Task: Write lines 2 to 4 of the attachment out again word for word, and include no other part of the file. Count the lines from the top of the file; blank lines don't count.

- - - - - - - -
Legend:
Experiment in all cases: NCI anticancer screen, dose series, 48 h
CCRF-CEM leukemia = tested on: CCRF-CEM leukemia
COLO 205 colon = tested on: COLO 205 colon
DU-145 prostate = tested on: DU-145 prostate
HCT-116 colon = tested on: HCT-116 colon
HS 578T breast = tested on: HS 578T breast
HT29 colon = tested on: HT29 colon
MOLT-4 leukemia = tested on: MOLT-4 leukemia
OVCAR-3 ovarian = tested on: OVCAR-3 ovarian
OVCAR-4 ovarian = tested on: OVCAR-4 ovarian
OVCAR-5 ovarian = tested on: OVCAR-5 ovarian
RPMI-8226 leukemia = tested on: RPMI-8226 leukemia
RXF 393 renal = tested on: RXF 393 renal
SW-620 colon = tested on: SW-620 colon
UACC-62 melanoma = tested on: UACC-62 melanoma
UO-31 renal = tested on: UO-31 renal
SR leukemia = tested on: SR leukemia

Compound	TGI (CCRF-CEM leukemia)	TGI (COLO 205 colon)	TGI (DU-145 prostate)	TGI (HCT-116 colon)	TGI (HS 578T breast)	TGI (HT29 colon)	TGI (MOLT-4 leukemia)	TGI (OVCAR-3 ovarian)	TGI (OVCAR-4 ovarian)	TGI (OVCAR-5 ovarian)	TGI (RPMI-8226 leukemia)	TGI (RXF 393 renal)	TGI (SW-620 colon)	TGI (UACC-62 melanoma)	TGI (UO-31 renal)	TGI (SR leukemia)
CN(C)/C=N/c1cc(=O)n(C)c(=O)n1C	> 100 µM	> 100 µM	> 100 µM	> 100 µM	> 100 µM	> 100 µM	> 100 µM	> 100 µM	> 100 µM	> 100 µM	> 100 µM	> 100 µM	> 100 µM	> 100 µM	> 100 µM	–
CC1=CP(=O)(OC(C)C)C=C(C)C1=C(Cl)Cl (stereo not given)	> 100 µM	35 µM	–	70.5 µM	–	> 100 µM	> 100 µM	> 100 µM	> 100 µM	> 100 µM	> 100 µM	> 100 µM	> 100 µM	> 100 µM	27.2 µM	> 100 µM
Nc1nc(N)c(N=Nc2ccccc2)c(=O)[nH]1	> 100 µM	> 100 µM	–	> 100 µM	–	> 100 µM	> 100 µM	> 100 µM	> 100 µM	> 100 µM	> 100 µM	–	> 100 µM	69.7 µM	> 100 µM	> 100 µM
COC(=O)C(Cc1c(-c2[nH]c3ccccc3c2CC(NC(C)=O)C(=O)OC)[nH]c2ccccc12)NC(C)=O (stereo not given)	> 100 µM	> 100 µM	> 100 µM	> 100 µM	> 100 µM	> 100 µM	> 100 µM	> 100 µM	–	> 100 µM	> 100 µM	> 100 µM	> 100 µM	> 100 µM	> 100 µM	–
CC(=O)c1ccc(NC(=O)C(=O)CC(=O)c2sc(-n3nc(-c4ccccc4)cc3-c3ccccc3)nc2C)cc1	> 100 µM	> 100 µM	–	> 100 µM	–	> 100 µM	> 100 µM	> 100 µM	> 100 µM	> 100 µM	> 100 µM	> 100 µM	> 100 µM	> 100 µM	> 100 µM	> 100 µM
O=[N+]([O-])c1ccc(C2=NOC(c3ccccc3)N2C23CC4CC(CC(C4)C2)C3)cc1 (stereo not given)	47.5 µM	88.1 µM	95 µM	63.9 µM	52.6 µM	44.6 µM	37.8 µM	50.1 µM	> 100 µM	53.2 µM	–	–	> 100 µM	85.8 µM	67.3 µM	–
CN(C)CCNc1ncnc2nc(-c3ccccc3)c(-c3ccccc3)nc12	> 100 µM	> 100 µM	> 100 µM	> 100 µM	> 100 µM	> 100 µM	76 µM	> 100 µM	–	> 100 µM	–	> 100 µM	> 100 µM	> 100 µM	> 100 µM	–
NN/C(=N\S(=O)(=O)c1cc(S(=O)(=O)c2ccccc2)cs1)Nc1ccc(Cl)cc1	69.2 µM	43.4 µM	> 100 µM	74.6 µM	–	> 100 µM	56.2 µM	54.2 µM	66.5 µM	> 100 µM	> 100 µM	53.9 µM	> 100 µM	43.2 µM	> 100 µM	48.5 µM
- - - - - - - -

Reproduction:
Experiment in all cases: NCI anticancer screen, dose series, 48 h
CCRF-CEM leukemia = tested on: CCRF-CEM leukemia
COLO 205 colon = tested on: COLO 205 colon